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Learn about CPRA

How Calculated Panel Reactive Antibodies score is calculated and used

What is CPRA?

A Calculated Panel Reactive Antibody (CPRA) score estimates the percentage of donors from whose organs you would be incompatible. Since patients with high CPRA scores have fewer potentially compatible donors, those who have a high cPRA and are in need of a kidney, pancreas or lung receive extra priority when a compatible organ becomes available. Patients with low CPRA scores are likely to be compatible with a larger number of donors.

To determine CPRA score, your transplant team will take a sample of your blood, and they use the test results to determine the Human Leukocyte Antigen (HLA) antibodies present on your white blood cells. Those antibodies go into an established formula with HLA frequencies derived from the HLA types found in more than two million potential stem cell donors.

When a transplant team submits the unacceptable antigens for a patient, the CPRA calculator automatically calculates the CPRA value. Whenever a transplant team updates a patient's unacceptable antigens, the system will automatically recalculate the value.

What is HLA?

Every cell in the body has small markers on the outside called Human Leukocyte Antigens. These markers help your white blood cells tell the difference between cells that belong to the body, and others such as infections, cancers or a transplanted organ. When white blood cells detect a cell that does not seem to belong in your body, they trigger an immune response to it by making HLA antibodies. This is part of how the immune system fights infections and cancers.

HLA is important in organ transplantation for two main reasons:

First, a body may reject any transplanted organ (e.g., kidney, pancreas, heart, lung, liver, and intestine) because the recipient's immune system recognizes the organ as foreign and initiates a rejection response (this can be in the form of antibody production) which could eventually destroy the organ. Patients receive anti-rejection drugs after a transplant to prevent antibodies from forming.

Second, because of previous medical events, some patients have already developed antibodies to specific HLA antigens. Most people waiting for a transplant (around 70-80%) are not sensitized.

Patients can become sensitized to HLA antigens because of:

  • Pregnancies. About 30-50% of women with three or more pregnancies will develop HLA antibodies. In some women the antibodies could be present for just a short time (weeks to months), while in others they may persist for many years.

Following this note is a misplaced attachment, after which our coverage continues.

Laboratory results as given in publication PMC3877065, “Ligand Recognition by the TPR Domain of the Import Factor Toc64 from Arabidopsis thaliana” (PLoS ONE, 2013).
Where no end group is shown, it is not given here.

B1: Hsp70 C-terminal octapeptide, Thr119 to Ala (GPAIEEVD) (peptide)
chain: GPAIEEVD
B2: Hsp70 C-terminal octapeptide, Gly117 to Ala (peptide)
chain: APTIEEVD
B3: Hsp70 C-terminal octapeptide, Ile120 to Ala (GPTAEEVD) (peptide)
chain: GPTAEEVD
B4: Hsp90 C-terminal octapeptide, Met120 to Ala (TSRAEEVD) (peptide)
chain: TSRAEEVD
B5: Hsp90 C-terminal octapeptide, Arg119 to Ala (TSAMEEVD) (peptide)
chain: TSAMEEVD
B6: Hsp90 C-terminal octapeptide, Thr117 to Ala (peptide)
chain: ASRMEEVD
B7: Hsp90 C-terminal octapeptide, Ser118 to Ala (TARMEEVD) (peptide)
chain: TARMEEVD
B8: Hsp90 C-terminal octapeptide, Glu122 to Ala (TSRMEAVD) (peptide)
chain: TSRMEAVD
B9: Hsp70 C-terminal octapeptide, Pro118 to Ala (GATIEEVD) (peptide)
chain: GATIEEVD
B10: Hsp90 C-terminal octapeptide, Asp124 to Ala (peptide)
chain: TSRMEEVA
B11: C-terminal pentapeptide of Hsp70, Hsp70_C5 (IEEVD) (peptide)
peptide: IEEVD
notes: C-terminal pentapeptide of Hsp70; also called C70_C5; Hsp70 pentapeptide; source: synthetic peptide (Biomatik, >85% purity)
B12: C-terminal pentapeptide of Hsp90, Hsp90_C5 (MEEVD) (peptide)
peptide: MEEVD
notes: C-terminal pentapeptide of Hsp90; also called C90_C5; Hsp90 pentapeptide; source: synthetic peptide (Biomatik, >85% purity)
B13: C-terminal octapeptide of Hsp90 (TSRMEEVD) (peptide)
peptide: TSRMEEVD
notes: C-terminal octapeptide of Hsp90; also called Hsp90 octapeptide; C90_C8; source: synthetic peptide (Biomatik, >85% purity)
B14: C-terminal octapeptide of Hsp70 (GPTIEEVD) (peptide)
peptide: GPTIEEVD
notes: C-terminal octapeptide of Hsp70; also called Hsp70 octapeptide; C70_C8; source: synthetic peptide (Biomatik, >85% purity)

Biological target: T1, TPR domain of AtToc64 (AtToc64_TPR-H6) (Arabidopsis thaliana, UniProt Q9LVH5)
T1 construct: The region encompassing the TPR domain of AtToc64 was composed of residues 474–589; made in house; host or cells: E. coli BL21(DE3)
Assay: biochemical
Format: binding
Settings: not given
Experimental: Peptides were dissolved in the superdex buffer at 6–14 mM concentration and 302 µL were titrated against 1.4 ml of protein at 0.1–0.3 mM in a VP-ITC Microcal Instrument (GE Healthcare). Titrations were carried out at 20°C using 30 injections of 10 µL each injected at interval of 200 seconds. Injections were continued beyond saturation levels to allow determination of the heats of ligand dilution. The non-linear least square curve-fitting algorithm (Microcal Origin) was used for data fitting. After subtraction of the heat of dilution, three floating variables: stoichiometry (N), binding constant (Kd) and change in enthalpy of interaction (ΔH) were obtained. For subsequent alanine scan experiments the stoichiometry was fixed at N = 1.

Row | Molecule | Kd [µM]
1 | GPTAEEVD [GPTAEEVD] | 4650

• Blood transfusions. About 50% of patients who receive multiple transfusions will develop antibodies. Today, most patients who require blood transfusions receive filtered blood, which decreases the chances for a patient to become sensitized.
  • Previous transplant. About 90% of patients develop HLA antibodies within two weeks of a failed graft. However, by the time the patient is relisted some will have "lost" their antibodies.
  • Viral/bacterial infections. There are some reports that patients with certain infections develop HLA antibodies, although this is relatively.

  • Antibody: A protein molecule produced by the immune system in response to a foreign body, such as virus or a transplanted organ.
  • Calculated Panel Reactive Antibody (CPRA): An algorithm used to determine what proportion of deceased donors a potential candidate may be unable to accept due to immunologic incompatibility.
  • Human leukocyte antigen (HLA): Proteins on the surface of a cell that differentiate between self and non-self.
  • Allele: One of two or more versions of a gene, which in the context of organ transplant normally refers to the genes that create HLA proteins on the surface of a cell. Often this term is used to refer to a higher resolution typing of HLA typing, which is more specific than the serologic antigen-level HLA typing.
  • Antigen: An antigen is the protein on the surface of a cell that can induce an immune response. In the context of organ transplant, an antigen normally refers to the HLA of a candidate or donor. Often this term is used to refer to “serologic antigens”, or the broader reactivity groups that the different alleles can fall into.
  • Unacceptable Antigen: Alleles or antigens that a potential candidate has a high level of antibodies toward, and therefore would not be able to accept a donor with these HLA due to immunologic incompatibility.
  • Loci: Locations on a chromosome where genes are found. There are 11 HLA loci primarily used in evaluation of organ compatibility and used in the CPRA calculation.
  • Sensitization: Transplant candidates are "sensitized" if their immune system makes antibodies against one or more HLA antigens or alleles in the donor pool. Sensitization usually occurs as a consequence of pregnancy, blood transfusions, or previous transplantation. Highly sensitized patients are less likely to match with available donors and more likely to reject an organ than unsensitized patients.

CPRA calculator